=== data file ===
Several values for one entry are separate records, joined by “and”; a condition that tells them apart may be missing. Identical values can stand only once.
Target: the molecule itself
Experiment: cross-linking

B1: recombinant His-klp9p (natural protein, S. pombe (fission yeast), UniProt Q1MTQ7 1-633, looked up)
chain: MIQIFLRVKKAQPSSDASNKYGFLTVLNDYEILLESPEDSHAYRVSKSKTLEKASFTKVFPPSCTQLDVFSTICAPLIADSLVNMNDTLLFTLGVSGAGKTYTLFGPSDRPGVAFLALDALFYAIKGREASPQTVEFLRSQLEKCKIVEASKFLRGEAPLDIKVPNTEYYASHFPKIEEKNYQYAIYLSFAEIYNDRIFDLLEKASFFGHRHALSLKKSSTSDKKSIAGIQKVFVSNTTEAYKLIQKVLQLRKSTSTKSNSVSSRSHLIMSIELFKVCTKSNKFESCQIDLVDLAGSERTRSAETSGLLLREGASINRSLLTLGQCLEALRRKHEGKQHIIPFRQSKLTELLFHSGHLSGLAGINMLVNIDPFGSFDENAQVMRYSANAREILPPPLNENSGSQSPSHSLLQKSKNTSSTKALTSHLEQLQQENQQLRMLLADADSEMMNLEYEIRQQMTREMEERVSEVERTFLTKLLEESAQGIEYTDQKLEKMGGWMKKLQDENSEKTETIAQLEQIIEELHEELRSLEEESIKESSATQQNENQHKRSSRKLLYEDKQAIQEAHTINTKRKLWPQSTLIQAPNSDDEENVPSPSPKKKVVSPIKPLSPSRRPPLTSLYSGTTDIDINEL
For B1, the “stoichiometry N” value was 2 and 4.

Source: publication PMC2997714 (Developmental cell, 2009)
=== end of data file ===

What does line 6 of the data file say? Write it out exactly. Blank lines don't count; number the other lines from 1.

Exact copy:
For B1, the “stoichiometry N” value was 2 and 4.